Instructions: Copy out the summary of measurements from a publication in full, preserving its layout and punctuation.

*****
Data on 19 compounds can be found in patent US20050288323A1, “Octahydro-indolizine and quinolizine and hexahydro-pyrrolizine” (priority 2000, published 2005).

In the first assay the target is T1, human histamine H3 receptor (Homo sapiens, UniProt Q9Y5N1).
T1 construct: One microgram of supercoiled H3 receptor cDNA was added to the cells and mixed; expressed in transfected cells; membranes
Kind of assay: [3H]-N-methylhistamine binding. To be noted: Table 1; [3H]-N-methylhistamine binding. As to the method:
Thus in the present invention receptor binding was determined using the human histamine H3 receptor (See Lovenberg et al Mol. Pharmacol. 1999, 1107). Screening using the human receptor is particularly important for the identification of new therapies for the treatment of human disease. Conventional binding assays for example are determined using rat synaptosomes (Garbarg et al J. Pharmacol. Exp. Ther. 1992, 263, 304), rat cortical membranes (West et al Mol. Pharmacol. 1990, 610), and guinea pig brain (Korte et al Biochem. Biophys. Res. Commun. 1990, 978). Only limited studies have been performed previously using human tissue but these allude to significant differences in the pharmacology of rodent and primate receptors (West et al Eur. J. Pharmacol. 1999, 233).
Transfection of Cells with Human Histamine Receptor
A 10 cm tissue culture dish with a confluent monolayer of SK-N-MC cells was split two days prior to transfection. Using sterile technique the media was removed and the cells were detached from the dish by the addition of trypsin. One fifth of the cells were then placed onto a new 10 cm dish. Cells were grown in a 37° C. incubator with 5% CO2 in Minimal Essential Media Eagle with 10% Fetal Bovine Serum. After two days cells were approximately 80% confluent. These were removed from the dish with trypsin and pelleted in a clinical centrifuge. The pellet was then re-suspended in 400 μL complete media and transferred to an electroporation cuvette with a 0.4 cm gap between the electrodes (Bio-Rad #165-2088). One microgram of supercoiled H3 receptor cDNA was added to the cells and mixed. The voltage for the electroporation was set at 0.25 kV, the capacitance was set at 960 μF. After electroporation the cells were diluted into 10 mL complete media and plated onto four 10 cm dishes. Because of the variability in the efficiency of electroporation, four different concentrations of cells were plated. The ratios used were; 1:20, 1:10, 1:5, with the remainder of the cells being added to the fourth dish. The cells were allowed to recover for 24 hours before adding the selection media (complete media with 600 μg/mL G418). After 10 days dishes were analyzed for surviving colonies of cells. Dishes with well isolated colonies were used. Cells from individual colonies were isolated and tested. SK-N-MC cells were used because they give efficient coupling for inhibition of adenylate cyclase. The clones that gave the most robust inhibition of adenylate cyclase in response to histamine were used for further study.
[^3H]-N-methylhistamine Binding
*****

Data on 19 compounds can be found in patent US20050288323A1, “Octahydro-indolizine and quinolizine and hexahydro-pyrrolizine” (priority 2000, published 2005).

In the first assay the target is T1, human histamine H3 receptor (Homo sapiens, UniProt Q9Y5N1).
T1 construct: One microgram of supercoiled H3 receptor cDNA was added to the cells and mixed; expressed in transfected cells; membranes
Kind of assay: [3H]-N-methylhistamine binding. To be noted: Table 1; [3H]-N-methylhistamine binding. As to the method:
Thus in the present invention receptor binding was determined using the human histamine H3 receptor (See Lovenberg et al Mol. Pharmacol. 1999, 1107). Screening using the human receptor is particularly important for the identification of new therapies for the treatment of human disease. Conventional binding assays for example are determined using rat synaptosomes (Garbarg et al J. Pharmacol. Exp. Ther. 1992, 263, 304), rat cortical membranes (West et al Mol. Pharmacol. 1990, 610), and guinea pig brain (Korte et al Biochem. Biophys. Res. Commun. 1990, 978). Only limited studies have been performed previously using human tissue but these allude to significant differences in the pharmacology of rodent and primate receptors (West et al Eur. J. Pharmacol. 1999, 233).
Transfection of Cells with Human Histamine Receptor
A 10 cm tissue culture dish with a confluent monolayer of SK-N-MC cells was split two days prior to transfection. Using sterile technique the media was removed and the cells were detached from the dish by the addition of trypsin. One fifth of the cells were then placed onto a new 10 cm dish. Cells were grown in a 37° C. incubator with 5% CO2 in Minimal Essential Media Eagle with 10% Fetal Bovine Serum. After two days cells were approximately 80% confluent. These were removed from the dish with trypsin and pelleted in a clinical centrifuge. The pellet was then re-suspended in 400 μL complete media and transferred to an electroporation cuvette with a 0.4 cm gap between the electrodes (Bio-Rad #165-2088). One microgram of supercoiled H3 receptor cDNA was added to the cells and mixed. The voltage for the electroporation was set at 0.25 kV, the capacitance was set at 960 μF. After electroporation the cells were diluted into 10 mL complete media and plated onto four 10 cm dishes. Because of the variability in the efficiency of electroporation, four different concentrations of cells were plated. The ratios used were; 1:20, 1:10, 1:5, with the remainder of the cells being added to the fourth dish. The cells were allowed to recover for 24 hours before adding the selection media (complete media with 600 μg/mL G418). After 10 days dishes were analyzed for surviving colonies of cells. Dishes with well isolated colonies were used. Cells from individual colonies were isolated and tested. SK-N-MC cells were used because they give efficient coupling for inhibition of adenylate cyclase. The clones that gave the most robust inhibition of adenylate cyclase in response to histamine were used for further study.
[^3H]-N-methylhistamine Binding